The 24‌

With a reputation forged under Professor William Brooks, The 24 is now conducted by Robert Hollingworth, founder/director of I Fagiolini, one of the UK’s top professional vocal groups.

This year three a capella programmes bring together 16th/17th century repertoire with more recent music and commissions.

2017/18 programme

New beginnings

A group like The 24 changes nearly half its personnel yearly with new Masters and Undergrad students every autumn. So the job of the year’s first concert is to establish house style and techniques while exposing everyone to music they’re unlikely to have come across elsewhere. This autumn, the programme has no theme beyond that, but includes two Renaissance masterworks from quite different traditions and three completely contrasting pieces from the last 100 years that are both attractive and challenging.

NB This concert is one-hour long with no interval.

Johannes Ockeghem – Intemerata Dei mater

Peter McGarr – Love Remains

William Byrd – Ad Dominum cum tribularer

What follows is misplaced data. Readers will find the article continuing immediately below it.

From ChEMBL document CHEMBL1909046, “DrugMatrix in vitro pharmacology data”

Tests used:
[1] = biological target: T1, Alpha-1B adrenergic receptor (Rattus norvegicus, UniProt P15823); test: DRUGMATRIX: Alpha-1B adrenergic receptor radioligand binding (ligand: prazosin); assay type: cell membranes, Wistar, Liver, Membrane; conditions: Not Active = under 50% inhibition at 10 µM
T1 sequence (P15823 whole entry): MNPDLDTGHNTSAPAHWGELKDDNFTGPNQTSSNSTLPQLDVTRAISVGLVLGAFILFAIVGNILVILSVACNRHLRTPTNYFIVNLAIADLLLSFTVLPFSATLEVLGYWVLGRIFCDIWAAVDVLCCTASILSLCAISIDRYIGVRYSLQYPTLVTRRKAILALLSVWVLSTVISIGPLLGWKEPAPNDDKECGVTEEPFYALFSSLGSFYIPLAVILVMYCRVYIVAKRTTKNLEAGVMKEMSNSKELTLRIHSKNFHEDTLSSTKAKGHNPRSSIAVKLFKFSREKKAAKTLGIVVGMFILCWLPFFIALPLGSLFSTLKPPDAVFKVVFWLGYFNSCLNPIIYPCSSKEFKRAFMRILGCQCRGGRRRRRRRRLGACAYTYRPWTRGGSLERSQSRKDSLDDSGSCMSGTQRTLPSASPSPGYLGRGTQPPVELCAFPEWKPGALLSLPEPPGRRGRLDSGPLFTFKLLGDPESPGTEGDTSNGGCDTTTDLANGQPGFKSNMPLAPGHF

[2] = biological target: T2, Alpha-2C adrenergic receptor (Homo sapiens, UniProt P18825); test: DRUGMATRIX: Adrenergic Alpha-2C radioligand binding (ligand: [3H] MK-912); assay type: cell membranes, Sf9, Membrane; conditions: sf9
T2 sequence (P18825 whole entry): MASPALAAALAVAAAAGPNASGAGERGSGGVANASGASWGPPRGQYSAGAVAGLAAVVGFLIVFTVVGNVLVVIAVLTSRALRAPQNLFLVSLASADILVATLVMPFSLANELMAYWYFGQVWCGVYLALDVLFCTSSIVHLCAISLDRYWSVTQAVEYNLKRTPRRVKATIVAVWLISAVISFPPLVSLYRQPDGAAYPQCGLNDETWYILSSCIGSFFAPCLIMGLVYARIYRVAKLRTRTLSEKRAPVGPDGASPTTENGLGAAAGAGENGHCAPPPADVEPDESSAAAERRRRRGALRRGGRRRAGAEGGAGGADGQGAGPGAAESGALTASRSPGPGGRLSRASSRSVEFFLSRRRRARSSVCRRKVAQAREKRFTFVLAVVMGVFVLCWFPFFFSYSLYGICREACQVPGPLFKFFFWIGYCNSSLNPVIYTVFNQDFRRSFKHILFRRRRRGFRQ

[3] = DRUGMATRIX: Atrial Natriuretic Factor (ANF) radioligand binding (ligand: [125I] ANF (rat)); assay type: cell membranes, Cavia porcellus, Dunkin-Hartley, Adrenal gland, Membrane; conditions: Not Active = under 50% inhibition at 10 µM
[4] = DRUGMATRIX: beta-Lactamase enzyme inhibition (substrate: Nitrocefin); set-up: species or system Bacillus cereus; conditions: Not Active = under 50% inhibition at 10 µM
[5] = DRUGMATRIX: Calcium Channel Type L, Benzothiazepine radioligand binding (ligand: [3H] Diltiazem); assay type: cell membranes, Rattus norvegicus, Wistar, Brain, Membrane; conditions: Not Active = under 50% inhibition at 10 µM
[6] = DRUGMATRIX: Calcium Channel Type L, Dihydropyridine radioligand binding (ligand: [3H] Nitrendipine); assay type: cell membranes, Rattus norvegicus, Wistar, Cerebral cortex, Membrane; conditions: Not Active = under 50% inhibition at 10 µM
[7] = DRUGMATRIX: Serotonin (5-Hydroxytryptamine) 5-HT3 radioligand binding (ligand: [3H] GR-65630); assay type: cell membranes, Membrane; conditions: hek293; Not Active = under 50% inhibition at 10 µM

Frank Bridge – Five Part-songs

Thea Musgrave – Rorate coeli

Our German cousins

Sumptuous mid and late Romantic German partsongs placed alongside the finest late Renaissance and early Baroque motets and madrigals. It was the Italian influence (Monteverdi and others) on Schütz and Schein that brought lustre and a striking experimentation to their music as well as a reliance on Luther’s chorales. 350 years later, Brahms and others’ a capella works were similarly conservative in form while infused with expressive and harmonic colouring.

Heinrich Schütz – Ach Herr, straff mich nicht / Die Himmel erzählen / O primavera!

Hans Leo Hassler – Ach Weh des Leiden!

Johannes Schein – Da Jakob vollendet hatte / Mein Freund, komme in seinen Garten / Quem quaeris

Felix Mendelssohn – Mitten wir in Leben sind Op.23

Johannes Brahms - Three Songs - Op.42

Johannes Brahms - Five Songs - Op.104

Joseph Rheinberger – Abendlied

Richard Strauss – Lied der Freundschaft

This earth

50 years ago, Christmas 1968, NASA’s Apollo 8 mission took place. The pilot William Anders said that despite all the training and preparation for an exploration of the moon, the astronauts ended up discovering Earth. This programme does both and includes the first UK performance of a work for voices and percussion based on the astronauts’ famous Christmas broadcast from space (together with projections of that mission) as well as John Sheppard’s phenomenal setting from the funeral service written during the the 1550s, bringing to an end a 3-year exploration of English music from that time.

Stephen Wilkinson – Dover Beach

Thomas Simaku – La leggiadra luna (new work)

John Sheppard – Media vita

Kenneth Leighton – Gods Grandeur

Kile Smith – The Consolation of Apollo (UK premiere)